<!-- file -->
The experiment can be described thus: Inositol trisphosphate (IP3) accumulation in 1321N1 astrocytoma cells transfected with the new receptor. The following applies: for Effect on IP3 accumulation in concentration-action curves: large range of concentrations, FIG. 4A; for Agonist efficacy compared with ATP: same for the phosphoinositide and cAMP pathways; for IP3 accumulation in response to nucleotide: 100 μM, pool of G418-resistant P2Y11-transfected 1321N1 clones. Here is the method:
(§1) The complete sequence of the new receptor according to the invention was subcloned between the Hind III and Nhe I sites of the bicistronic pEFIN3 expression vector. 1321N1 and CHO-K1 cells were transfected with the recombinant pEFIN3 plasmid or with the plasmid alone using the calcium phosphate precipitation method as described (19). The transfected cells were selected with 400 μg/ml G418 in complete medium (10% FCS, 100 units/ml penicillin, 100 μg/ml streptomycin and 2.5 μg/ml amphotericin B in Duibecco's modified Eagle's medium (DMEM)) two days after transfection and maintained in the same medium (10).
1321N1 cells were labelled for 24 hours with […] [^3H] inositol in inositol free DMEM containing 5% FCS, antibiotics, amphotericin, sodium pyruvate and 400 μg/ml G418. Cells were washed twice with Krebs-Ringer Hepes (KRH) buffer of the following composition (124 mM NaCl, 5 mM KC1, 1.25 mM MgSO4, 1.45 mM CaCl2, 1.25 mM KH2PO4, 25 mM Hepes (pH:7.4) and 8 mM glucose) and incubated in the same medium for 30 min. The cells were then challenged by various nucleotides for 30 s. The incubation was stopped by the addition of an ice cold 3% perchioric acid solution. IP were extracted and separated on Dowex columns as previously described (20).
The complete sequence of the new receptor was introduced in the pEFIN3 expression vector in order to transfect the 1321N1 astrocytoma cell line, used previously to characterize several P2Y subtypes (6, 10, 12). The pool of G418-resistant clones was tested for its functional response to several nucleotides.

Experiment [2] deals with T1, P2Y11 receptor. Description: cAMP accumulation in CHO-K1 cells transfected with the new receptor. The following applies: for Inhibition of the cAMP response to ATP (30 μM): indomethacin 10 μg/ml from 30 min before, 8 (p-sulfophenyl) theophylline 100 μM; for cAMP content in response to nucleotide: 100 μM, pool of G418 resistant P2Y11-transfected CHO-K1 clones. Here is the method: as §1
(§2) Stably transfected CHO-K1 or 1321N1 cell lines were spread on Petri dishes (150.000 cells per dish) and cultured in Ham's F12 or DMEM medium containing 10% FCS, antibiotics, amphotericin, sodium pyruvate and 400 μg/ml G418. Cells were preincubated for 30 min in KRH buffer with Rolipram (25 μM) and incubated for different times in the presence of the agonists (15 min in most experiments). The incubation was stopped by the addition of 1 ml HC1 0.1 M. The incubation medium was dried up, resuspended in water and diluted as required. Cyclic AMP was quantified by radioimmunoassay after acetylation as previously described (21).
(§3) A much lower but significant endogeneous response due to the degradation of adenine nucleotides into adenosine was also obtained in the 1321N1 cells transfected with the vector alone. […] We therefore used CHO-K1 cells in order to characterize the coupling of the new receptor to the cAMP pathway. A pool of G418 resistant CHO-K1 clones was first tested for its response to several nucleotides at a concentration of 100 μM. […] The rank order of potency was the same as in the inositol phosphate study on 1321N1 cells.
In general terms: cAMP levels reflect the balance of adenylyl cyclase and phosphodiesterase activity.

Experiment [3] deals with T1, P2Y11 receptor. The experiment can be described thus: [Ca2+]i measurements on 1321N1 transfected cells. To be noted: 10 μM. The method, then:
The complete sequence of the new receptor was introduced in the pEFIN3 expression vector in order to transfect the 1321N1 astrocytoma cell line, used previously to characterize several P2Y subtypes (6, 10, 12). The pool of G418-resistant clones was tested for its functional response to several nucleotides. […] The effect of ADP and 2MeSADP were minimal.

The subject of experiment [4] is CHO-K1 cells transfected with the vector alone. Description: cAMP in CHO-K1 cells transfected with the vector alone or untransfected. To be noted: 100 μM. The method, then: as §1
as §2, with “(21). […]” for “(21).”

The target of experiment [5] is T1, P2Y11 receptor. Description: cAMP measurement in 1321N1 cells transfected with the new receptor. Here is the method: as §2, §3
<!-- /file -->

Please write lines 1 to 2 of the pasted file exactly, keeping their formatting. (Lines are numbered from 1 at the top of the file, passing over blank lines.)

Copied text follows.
The experiment can be described thus: Inositol trisphosphate (IP3) accumulation in 1321N1 astrocytoma cells transfected with the new receptor. The following applies: for Effect on IP3 accumulation in concentration-action curves: large range of concentrations, FIG. 4A; for Agonist efficacy compared with ATP: same for the phosphoinositide and cAMP pathways; for IP3 accumulation in response to nucleotide: 100 μM, pool of G418-resistant P2Y11-transfected 1321N1 clones. Here is the method:
(§1) The complete sequence of the new receptor according to the invention was subcloned between the Hind III and Nhe I sites of the bicistronic pEFIN3 expression vector. 1321N1 and CHO-K1 cells were transfected with the recombinant pEFIN3 plasmid or with the plasmid alone using the calcium phosphate precipitation method as described (19). The transfected cells were selected with 400 μg/ml G418 in complete medium (10% FCS, 100 units/ml penicillin, 100 μg/ml streptomycin and 2.5 μg/ml amphotericin B in Duibecco's modified Eagle's medium (DMEM)) two days after transfection and maintained in the same medium (10).